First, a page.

Leslie Wilcox’s solo exhibition ENROOTABLES is inspired by evidence of trees’ underground social network known as the “wood wide web”, coined by the journal Nature 388 (1997). Wilcox shrouds sea-distressed deadwood with twisted metal screening to explore earthbound similarities and shared connections between human forms and life-sustaining, mutually communicative arboreal forests.
Supplanting human bones with driftwood tree roots, Wilcox creates organic skeletal forms tightly encased in copper and bronze screens, referencing bark or sapwood or skin. ENROOTABLES cultivates a glimpse beneath the forest floor to reveal shared alliances through communication and care among multiple species. And while mimicking our own modern behavior, themes of cooperation for mutual benefit are discovered, including human dependence on trees’ filtration of carbon dioxide. Evidence of trees living among their parents, siblings and offspring growing twice as tall and living twice as long fosters this transfer of knowledge and expertise to future generations, thus safeguarding the existence of thriving forest biospheres. Can what we learn from these strategies ensure the same for the future of humankind? (Companion reading: The Hidden Life of TREES by Peter Wohlleben).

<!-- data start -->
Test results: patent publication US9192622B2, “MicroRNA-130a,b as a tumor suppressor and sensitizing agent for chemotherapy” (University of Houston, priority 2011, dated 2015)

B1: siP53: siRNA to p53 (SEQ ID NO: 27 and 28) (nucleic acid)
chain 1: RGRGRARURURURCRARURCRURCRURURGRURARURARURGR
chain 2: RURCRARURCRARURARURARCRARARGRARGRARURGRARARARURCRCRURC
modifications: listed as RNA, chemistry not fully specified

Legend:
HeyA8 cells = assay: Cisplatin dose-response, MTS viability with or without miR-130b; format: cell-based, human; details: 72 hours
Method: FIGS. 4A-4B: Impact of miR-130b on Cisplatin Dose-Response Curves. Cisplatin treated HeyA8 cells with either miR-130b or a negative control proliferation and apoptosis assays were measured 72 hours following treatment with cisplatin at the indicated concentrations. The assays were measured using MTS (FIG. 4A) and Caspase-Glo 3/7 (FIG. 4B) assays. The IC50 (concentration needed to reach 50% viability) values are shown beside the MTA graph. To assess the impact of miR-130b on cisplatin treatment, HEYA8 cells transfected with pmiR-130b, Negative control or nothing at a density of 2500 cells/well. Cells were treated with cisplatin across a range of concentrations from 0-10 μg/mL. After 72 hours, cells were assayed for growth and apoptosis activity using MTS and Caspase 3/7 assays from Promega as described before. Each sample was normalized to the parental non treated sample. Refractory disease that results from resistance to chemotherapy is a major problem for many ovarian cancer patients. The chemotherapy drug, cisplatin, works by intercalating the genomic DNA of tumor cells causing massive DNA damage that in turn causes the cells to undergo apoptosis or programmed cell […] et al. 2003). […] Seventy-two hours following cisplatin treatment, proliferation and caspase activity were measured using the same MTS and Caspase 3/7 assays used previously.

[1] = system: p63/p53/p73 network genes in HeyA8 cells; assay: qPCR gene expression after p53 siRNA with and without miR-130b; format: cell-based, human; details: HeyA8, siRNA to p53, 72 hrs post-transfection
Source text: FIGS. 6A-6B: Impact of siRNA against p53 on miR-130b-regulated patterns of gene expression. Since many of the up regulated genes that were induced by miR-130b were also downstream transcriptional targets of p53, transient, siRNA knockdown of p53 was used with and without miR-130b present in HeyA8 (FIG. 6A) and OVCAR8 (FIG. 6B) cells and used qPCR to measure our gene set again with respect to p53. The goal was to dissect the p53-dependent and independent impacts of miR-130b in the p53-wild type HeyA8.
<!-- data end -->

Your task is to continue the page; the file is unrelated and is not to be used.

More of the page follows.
First Friday Receptions:
April 5 & May 3, 6–9pm
Artist’s Reception & Talks:
Saturday, April 13, 3–5pm, Talks begin at 4pm
Concert & Closing Reception:
Sunday, May 5, 4–6pm
Baroque and Contemporary Music with Suzanne McDonald, harpsichord & Emily Hale, violin